Backed by the Soul Vendors at Studio One, Ernest ‘Soul’ Wilson, who embarked on a solo career in 1967 after being a member of the successful duo The Clarendonians, cut his version of “Storybook Children”, originally done by Billy Vera & Judy Clay and released on Atlantic Records in 1967. Afterwards cover versions of the soulful song were done by a number of other reggae artists including Gregory Isaacs, Errol Dunkley, The Pioneers, Winston Francis, Hopeton Lewis, Eric Donaldson, Stevie Face, Pete Campbell, Bunny Brown & Pam Hall, Glen Ricks, and Tony Mack, while Tommy McCook and Ernest Ranglin put out instrumental versions of the song.

Little Freddie - After Laughter
  • Little Freddie – After Laughter
Freddie McGregor - After The Laughter (Little Freddie)

  • Wendy Rene – After Laughter (Comes Tears)
Wendy Rene - After Laughter (Comes Tears)

LITTLE FREDDIE – AFTER LAUGHTER

A very, very young Freddie McGregor was featured on the flip of Ernest Wilson’s 1967 released Studio One single “Storybook Children” with a cover of “After Laughter (Comes Tears)”. The next year Little Freddie’s tune reappeared on the B-side of Ken Boothe’s “When I Fall in Love”. That same year it was released in the UK on the Coxsone label, but now credited to Freddie & Ernest. The original version of “After Laughter (Comes Tears)” on Stax Records was done by underrated soul singer and songwriter Wendy Rene, who was born Mary Frierson in Memphis, Tennessee. “After Laughter (Comes Tears)”, co-written with her brother, was her first solo single. Released in August 1964, the single became a local hit but failed to make the national R&B chart. The record featured Booker T. Jones on organ.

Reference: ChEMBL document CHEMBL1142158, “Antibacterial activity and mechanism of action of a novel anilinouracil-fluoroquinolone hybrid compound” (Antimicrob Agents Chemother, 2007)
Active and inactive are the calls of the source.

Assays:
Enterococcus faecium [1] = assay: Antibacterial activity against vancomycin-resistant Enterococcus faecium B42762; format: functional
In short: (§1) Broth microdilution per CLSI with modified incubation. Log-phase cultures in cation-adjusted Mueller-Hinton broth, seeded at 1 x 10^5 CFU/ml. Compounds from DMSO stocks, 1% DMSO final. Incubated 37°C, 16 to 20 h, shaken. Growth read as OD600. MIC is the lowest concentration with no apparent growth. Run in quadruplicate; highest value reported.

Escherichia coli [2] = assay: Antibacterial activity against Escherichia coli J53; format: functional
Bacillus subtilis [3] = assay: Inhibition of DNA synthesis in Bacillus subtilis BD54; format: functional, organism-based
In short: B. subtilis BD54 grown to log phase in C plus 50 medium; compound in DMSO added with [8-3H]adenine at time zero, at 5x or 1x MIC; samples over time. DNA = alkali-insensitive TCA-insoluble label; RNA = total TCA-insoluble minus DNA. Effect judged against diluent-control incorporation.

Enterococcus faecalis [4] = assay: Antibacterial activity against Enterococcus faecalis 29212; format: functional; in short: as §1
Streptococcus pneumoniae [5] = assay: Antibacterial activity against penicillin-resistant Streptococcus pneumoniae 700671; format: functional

Peter Tosh - Don't Look Back
  • Peter Tosh – Don’t Look Back
Peter Tosh Don´t Look Back

  • The Temptations – Don’t Look Back

PETER TOSH – DON’T LOOK BACK

Wailers member Peter Tosh recorded “Don’t Look Back” for the first time in 1966 for producer Coxsone Dodd at Studio One. Originally it was a song recorded by The Temptations in 1965 for the Motown label. It actually was the flip side to their Top 20 hit single “My Baby”. “Don’t Look Back” broke out and became a hit among the R&B audience on its own, reaching number 14 on the R&B charts. Written by Miracles members Smokey Robinson and Ronald White, who also wrote the soul group’s huge number 1 hit “My Girl”, the song is a reassurance to the tentative that finding true love is worth the heartbreak and failed relationships it takes to reach it. In 1978 Peter Tosh recorded the song again, now in collaboration with Rolling Stones’ lead vocalist Mick Jagger. Although the single became a number 1 hit in the pop charts, it actually was an embarrassing effort that essentially was an insult to The Temptations, but also to the Jamaican musicians who cut “Don’t Look Back” with Peter Tosh at Studio One.